Colonel Frank B. Goettge
U.S. Marine Corps, 1st Marine Division, G-2 Intelligence
Missing In Action (MIA)
Frank Bryan Goettge was born to parents Adam Johannes Goettge and Caroline Rausch on December 30, 1895 in Salem Township of Tuscarawas County, Ohio. The family name Goettge is pronounced "Get-Chee". He attended Ohio State University and played football.
World War I
On May 22, 1917 Goettge enlisted in the U.S. Marine Corps (USMC) and received basic training at the Philadelphia Navy Yard. Next, assigned to a detachment of Marines aboard USS Vermont (BB-20). On October 9, 1917 promoted to the rank of Corporal. On December 19, 1917 promoted to
Sergeant. By March 1918 he was the senior enlisted man in his detachment. Afterwards, assigned to the Marine Barracks at Quantico, Virginia, for officer training and by July 1918 commissioned as a Second Lieutenant with serial number 333 (later became serial number O-000333). Next, sent to staff school at Quantico's Overseas Depot.
Afterwards, assigned to the 6th Separate Battalion at Pontanzen Barracks near Brest, France. After several weeks of training, promoted to First Lieutenant and was assigned to Company G, 5th Marines when World War I ended on November 11, 1918. He was part of the Army of Occupation in Germany under the commanded by Captain Lemuel C. Sheperd, Jr. and played on his division's baseball team. He was "injured in the line of duty" while with the team and sent back to New York in September, 1919.
In 1920, Goettge joined the First Provisional Brigade in Haiti. He began making a name for himself as a scouting and intelligence officer, as well as a company commander. During this time he also applied for aviation training at Pensacola, but a persistent medical issues resulted in his rejection in September, 1921.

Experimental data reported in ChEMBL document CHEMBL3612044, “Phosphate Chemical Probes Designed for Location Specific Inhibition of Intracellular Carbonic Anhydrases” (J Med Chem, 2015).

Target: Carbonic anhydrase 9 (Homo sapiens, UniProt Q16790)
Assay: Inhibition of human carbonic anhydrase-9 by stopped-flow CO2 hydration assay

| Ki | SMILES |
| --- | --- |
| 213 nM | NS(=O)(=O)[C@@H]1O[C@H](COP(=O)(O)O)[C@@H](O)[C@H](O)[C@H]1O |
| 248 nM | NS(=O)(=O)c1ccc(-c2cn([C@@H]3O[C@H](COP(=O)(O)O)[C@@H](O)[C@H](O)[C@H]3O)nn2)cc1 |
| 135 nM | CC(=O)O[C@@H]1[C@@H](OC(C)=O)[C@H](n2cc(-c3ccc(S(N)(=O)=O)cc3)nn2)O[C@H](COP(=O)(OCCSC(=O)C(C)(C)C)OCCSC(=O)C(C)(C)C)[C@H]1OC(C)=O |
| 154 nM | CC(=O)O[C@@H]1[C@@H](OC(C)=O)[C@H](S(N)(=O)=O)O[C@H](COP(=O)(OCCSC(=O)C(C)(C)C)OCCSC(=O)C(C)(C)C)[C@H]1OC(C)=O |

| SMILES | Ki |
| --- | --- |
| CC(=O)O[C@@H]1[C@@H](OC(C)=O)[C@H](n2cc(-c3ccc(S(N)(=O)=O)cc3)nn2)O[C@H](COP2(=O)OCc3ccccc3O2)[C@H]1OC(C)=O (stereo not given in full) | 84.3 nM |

Goettge was recruited by the Marine Corps football team and played as a defensive back nicknamed "The Great Goettge." The team had a record of forty victories and two ties. As a player, he earned national acclaim, and several professional teams expressed their interest in possibly signing him as a professional football player. Sports reporter Walter Camp described him as "easily the greatest football player of the present day - the nearest approach to Jim Thorpe of all time."
Meanwhile, between 1921–1924 Goettge served in various staff functions at Quantico. In March, 1927 assigned to the America Legation in Peking (Beijing) in China as the detachment athletic officer. In March 1929 promoted to Captain and returned to Quantico in September before assignment to Headquarters, USMC in Washington in January 1930. Goettge was assigned as the aide-de-camp to Major General Wendell Neville, Commandant of the Marine Corps. Goettge served as his aide until the general's sudden death on July 8, 1930. Next, he assisted the next commandant, Major General Ben H. Fuller and was assigned as an s aide to the White House until June 1933.
Next, Captain Goettge became commander of the Marine detachment aboard USS Pennsylvania (BB-38). In June 1935, he took over the detachment on the USS Reina Mercedes (IX-25) a training ship at Annapolis and served as the commander and provost marshal. In June 1936 promoted to Major then returned to Quantico, where he studied at school senior course. By June 1938, he was second in command of the basic school at the Philadelphia Navy Yard, when he was a recruit. In August, 1940, promoted to Lieutenant Colonel, serving under Colonel Clifton Cates.
World War II
During July, 1941, assigned to the 1st Marine Division (1st MARDIV). During 1942, Goettge was assigned to Headquarters Company as Chief Intelligence Officer when the Division was sent overseas to Wellington in New Zealand for training then departed for the first U.S. offensive against the Japanese in the South Pacific. While at sea, promoted to the rank of Colonel although he lacked any combat experience and had no real intelligence experience aside from his time on Haiti.
On August 7, 1942, U.S. Marine Corps (USMC) 1st Marine Division made an amphibious landing at Red Beach on Guadalcanal. Immediately, Goettge and his men set about gathering and analyzing information about the enemy and studying captured Japanese material and equipment around Lunga Point Airfield (Henderson Field). Ashore, the Intelligence staff realize their maps and knowledge of the island was extremely limited.